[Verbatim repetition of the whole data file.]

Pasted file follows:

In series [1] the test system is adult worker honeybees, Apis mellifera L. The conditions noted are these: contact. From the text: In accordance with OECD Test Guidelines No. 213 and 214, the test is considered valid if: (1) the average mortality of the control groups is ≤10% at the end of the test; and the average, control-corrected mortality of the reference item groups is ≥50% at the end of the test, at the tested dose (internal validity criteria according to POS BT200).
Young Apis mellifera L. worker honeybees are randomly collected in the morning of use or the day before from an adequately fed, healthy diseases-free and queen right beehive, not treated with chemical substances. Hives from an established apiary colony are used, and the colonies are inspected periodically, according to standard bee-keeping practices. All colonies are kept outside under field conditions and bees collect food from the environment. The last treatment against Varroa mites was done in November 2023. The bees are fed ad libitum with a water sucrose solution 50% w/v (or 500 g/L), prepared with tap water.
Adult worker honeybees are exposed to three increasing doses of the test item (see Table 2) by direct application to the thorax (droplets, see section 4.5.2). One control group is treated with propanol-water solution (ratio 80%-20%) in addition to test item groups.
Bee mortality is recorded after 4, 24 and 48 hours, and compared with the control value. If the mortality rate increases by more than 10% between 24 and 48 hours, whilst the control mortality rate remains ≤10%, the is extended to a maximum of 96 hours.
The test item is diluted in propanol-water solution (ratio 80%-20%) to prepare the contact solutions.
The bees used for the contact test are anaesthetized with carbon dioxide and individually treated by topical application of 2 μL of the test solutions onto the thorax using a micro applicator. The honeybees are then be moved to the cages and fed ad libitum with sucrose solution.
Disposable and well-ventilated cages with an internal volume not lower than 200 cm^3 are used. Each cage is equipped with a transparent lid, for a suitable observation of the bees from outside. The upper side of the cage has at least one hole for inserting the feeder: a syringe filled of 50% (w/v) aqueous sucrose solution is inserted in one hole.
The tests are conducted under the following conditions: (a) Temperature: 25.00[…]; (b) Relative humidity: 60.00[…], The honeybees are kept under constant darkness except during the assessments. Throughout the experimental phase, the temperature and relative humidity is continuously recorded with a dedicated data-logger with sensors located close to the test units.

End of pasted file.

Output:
In series [1] the test system is adult worker honeybees, Apis mellifera L. The conditions noted are these: contact. From the text: In accordance with OECD Test Guidelines No. 213 and 214, the test is considered valid if: (1) the average mortality of the control groups is ≤10% at the end of the test; and the average, control-corrected mortality of the reference item groups is ≥50% at the end of the test, at the tested dose (internal validity criteria according to POS BT200).
Young Apis mellifera L. worker honeybees are randomly collected in the morning of use or the day before from an adequately fed, healthy diseases-free and queen right beehive, not treated with chemical substances. Hives from an established apiary colony are used, and the colonies are inspected periodically, according to standard bee-keeping practices. All colonies are kept outside under field conditions and bees collect food from the environment. The last treatment against Varroa mites was done in November 2023. The bees are fed ad libitum with a water sucrose solution 50% w/v (or 500 g/L), prepared with tap water.
Adult worker honeybees are exposed to three increasing doses of the test item (see Table 2) by direct application to the thorax (droplets, see section 4.5.2). One control group is treated with propanol-water solution (ratio 80%-20%) in addition to test item groups.
Bee mortality is recorded after 4, 24 and 48 hours, and compared with the control value. If the mortality rate increases by more than 10% between 24 and 48 hours, whilst the control mortality rate remains ≤10%, the is extended to a maximum of 96 hours.
The test item is diluted in propanol-water solution (ratio 80%-20%) to prepare the contact solutions.
The bees used for the contact test are anaesthetized with carbon dioxide and individually treated by topical application of 2 μL of the test solutions onto the thorax using a micro applicator. The honeybees are then be moved to the cages and fed ad libitum with sucrose solution.
Disposable and well-ventilated cages with an internal volume not lower than 200 cm^3 are used. Each cage is equipped with a transparent lid, for a suitable observation of the bees from outside. The upper side of the cage has at least one hole for inserting the feeder: a syringe filled of 50% (w/v) aqueous sucrose solution is inserted in one hole.
The tests are conducted under the following conditions: (a) Temperature: 25.00[…]; (b) Relative humidity: 60.00[…], The honeybees are kept under constant darkness except during the assessments. Throughout the experimental phase, the temperature and relative humidity is continuously recorded with a dedicated data-logger with sensors located close to the test units.